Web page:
Chinese lanterns banned from Shropshire Council property
While sky lanterns may look impressive, they pose a serious fire risk to animals and the countryside, according to Shropshire Council.
Members have now voted unanimously to ban the use of sky lanterns on council-owned or managed property.
The decision was made at a meeting of the full council yesterday.
It comes following a motion from Councillor Dan Morris, for Burnell, who branded them a “serious hazard” to property, the environment and animals.
He is also urging parliament to use its powers to ban their use across England.
“After the flame has been extinguished it falls to earth and can take decades to degrade,” he said.
“And at a time when we have seen little rain, it’s easy to see why they are such a fire threat.
“Even in winter they are a risk because they can so easily be blown into a barn or property.
“I have seen many comments urging Shropshire Council to ban them.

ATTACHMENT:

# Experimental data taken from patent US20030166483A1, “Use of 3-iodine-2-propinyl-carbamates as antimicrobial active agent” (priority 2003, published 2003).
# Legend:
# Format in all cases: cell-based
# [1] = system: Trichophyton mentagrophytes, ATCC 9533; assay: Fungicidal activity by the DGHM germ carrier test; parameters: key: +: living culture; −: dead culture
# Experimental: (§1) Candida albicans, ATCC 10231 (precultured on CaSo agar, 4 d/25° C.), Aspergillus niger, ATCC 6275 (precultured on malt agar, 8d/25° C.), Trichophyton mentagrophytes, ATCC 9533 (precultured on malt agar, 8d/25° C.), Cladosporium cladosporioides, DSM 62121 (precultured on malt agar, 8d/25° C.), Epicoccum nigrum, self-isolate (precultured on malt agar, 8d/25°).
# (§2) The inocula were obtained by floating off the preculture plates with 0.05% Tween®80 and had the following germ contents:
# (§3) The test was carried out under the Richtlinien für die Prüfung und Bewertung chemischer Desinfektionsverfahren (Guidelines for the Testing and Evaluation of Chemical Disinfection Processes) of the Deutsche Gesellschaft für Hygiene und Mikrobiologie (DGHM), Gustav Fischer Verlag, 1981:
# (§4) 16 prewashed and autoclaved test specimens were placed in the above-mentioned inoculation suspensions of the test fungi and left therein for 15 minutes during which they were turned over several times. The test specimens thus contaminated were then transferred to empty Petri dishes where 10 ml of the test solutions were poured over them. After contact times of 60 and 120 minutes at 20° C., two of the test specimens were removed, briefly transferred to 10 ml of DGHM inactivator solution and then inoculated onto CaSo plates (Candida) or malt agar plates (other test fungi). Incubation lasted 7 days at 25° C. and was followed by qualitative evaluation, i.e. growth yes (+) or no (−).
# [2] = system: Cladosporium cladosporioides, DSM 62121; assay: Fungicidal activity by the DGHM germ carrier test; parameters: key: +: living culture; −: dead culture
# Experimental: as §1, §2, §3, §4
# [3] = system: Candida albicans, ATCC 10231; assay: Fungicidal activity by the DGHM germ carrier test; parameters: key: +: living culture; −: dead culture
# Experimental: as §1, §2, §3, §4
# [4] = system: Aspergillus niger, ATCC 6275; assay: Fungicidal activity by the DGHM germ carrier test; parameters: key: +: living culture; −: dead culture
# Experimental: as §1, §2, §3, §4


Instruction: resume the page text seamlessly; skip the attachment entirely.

“We should also be putting pressure on the government to ban them outright.”
Shropshire is the latest in a long line of councils to make the decision to ban sky lanterns on their property.
Councillor Kevin Pardy, for Sundorne, said he had dealt with a number of fires started by Chinese lanterns in the last few years.
He added: “They’re not just a problem in the countryside, but in towns too. They are a menace to cars, barns and especially houses with thatches roofs.”
The RSPCA and National Farmers’ Union of England and Wales have long campaigned for a ban.
In Shropshire, a campaign was started by farmers in Shropshire to highlight the dangers of lanterns as far back as 2013.
It came after a lantern caused a blaze at a West Midland recycling plant in Smethwick, one of the largest ever in seen in the region, in which 10 fire fighters were injured.
Firefighters warned about the danger of lanterns to the urban West Midlands.